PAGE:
Regional Court (Bavarian administrative unit)
District Courts in Bavaria were from the late Middle Ages in until the modern era administrative units of the lower level with administrative and judicial tasks. A distinction is made between the “regional courts before secularization ” and then the “regional courts of the older order” up to their dissolution in 1862. The separation of administrative and legal tasks gave rise to the district offices and local courts . The term “regional court” was understood to mean both the authority in the administrative sense and the judicial district (Sprengel) in the geographical sense. Today's regional court under the Courts Constitution Act of 1879 corresponds to the court between the district court and the higher regional court in Germany .
District court before secularization
From the beginning of the 14th century until the secularization of 1802, the regional and nursing courts of Bavaria belonged to the lower administrative units and were at the same time the foundation of the Bavarian military, court and financial administration.
Origin of the country and nursing courts
They are creations of the dukes of the Wittelsbach family . It began to be set up towards the end of the 13th century; individual dishes were not formed until the 15th and 16th centuries. Up until that time, in the high Middle Ages, the lowest administrative and judicial units had been counties , bailiffs and lordships . The Wittelsbacher were also owners of counties and lordships and holders of bailiwick rights. In the first half of the 13th century they set up a number of " offices " to administer them, which they had appointed by officials who carried the title of judge . Since most of the counts and noble families in Bavaria died out from the middle of the 13th century, the dukes in possession followed them. This made it possible to turn the offices into more and more rounded blocks around old and new centers, which were called “courts”. The superordinate authorities of the offices and the later courts were the vice offices, which developed from 1255 onwards . In 1506 there were four Vitztumämter Munich and Burghausen for Upper Bavaria and Landshut and Straubing for Lower Bavaria . These were a result of the Landshut War of Succession in (1504/05) in 1507 Rent offices renamed.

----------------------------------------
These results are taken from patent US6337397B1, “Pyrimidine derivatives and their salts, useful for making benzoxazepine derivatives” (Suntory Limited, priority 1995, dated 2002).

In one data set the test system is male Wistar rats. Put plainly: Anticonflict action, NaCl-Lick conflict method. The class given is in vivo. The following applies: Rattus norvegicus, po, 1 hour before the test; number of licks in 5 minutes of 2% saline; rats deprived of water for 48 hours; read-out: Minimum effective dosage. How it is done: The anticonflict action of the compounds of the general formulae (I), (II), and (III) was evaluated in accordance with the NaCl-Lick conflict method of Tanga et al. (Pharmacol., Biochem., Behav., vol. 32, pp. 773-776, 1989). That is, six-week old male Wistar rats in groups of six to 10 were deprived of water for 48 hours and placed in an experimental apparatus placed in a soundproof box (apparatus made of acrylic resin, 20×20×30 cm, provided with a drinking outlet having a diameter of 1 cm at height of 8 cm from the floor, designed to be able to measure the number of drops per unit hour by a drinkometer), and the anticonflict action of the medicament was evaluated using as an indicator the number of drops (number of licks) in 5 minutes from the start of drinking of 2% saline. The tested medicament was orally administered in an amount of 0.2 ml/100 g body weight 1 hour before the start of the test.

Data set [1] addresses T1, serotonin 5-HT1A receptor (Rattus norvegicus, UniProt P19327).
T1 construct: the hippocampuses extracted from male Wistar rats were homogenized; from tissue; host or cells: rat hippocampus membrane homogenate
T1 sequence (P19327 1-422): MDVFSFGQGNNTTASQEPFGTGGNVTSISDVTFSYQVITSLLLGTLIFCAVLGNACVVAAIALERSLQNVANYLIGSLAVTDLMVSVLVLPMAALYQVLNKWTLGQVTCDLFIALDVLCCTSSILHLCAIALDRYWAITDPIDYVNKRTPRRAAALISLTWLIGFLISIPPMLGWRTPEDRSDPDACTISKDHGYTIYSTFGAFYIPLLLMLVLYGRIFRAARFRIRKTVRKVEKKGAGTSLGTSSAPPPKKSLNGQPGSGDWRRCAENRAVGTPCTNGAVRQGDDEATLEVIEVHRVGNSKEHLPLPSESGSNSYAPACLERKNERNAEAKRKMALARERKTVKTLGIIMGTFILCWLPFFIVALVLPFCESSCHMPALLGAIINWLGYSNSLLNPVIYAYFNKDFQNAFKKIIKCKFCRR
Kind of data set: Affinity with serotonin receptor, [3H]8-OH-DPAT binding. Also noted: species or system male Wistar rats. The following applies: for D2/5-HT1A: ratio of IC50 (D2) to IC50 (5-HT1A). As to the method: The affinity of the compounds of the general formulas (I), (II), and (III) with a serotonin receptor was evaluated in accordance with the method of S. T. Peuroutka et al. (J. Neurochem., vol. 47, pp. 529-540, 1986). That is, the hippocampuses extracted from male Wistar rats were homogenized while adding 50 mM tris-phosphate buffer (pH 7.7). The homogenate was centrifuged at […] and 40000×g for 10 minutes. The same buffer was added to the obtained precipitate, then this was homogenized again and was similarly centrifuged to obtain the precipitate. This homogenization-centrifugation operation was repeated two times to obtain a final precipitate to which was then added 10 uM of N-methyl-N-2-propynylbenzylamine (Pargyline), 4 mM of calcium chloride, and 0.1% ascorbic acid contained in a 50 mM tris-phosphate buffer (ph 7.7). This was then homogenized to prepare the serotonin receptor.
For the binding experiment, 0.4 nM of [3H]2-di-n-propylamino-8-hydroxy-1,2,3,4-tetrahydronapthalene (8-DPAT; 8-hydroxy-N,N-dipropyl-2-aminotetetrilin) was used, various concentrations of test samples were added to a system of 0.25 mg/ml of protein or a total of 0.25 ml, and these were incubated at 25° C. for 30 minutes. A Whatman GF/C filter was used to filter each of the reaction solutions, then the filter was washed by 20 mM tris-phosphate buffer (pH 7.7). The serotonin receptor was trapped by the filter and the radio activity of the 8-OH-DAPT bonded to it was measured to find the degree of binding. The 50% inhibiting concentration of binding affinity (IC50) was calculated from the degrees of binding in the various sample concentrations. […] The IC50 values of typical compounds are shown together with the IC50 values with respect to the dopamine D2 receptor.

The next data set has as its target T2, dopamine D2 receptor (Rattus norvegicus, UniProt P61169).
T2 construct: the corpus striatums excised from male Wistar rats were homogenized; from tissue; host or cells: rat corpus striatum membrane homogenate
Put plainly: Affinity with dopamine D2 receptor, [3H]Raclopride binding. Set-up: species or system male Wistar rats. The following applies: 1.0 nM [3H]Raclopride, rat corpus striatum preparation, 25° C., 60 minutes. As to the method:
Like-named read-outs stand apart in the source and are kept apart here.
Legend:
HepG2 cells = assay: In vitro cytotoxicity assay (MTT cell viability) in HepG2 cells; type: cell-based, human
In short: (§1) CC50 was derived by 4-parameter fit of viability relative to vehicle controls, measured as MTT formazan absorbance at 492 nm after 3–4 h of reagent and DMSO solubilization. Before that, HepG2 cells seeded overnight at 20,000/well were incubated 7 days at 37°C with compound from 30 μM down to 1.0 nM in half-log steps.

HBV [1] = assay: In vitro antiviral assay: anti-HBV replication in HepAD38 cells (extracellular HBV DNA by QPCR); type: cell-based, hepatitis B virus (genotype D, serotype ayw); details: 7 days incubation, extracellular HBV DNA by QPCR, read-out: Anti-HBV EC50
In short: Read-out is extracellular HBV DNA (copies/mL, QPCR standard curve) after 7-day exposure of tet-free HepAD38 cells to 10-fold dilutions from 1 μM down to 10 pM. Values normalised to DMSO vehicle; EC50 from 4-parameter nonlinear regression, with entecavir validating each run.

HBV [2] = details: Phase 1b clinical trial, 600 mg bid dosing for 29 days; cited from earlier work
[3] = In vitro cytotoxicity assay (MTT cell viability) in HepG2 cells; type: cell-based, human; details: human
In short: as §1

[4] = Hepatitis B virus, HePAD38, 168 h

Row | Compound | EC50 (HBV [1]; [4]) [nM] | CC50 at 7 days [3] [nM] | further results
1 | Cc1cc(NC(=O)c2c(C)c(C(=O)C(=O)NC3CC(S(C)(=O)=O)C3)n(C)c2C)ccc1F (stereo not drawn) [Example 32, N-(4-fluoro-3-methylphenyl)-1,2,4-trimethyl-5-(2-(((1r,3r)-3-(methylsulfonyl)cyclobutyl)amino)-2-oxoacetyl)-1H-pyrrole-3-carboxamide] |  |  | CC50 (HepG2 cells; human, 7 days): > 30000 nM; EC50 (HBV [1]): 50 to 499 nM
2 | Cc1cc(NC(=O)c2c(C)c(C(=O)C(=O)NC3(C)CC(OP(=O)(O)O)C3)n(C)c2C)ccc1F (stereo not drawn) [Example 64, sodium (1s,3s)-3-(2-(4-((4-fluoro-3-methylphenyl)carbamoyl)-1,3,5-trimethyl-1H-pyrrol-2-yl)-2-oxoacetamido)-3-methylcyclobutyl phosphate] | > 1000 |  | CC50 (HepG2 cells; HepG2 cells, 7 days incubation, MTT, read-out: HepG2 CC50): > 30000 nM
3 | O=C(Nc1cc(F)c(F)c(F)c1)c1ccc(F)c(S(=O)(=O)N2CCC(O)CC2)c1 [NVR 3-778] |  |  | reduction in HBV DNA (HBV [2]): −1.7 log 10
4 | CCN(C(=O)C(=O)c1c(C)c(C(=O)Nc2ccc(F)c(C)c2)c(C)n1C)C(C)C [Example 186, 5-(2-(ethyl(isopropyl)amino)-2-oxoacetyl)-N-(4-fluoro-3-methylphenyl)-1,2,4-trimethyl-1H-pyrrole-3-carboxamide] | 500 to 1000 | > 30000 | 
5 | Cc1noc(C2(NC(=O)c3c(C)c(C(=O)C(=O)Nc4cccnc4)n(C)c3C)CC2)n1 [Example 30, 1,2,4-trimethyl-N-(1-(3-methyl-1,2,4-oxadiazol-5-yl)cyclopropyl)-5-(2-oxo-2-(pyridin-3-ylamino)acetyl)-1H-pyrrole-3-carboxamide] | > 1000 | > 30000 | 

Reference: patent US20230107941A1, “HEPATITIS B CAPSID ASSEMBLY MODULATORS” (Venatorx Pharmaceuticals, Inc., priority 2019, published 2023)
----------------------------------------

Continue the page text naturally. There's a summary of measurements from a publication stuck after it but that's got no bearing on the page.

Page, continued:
Land judge and orderly
Originally, the district judge was usually the sole bearer of official authority in his district. When in the 14th century the Wittelsbachers built castles at most of the courts to protect the judicial districts and thus their rule in general and appointed keepers as castle attendants , the power was divided between two officials, the district judge and the keeper. From then on, the district judge was limited to the purely judicial task and only performed that of the nurse on a representative basis. In view of the importance of military protection in the judicial district, however, the orderly gradually became the actual head of the judiciary and was primarily responsible for the police and administration . In regional courts that had no castle and therefore no caretaker at the head, this task was carried out by the regional judge. On the other hand, there were courts that were connected with the maintenance of the castle, but were too small to provide enough employment for two officials. In such cases the nurse was also a district judge.
District court of the older order
From 1802 to 1862 in Bavaria the name "Landgericht" was used for a state administrative unit of the lower level that was newly created in 1802 and which performed administrative tasks similar to today's rural districts . At the same time, this new “regional court” was also the judicial organ of the lower jurisdiction and thus the entrance instance of the ordinary jurisdiction , comparable to today's district court . But it also performed tasks of the higher judiciary (like today's regional courts ) and performed notarial activities. To distinguish between the ducal and later electoral Bavarian regional and nursing courts and the regional courts in today's sense, these Bavarian regional courts of the later kingdom are referred to in recent literature as "regional court of the older order".
Development of the regional courts of the older order
As a result of the Napoleonic wars in southern Germany, which ultimately led to the Reichsdeputationshauptschluss , mediatization and secularization , the administrative structures of Bavaria began to be restructured.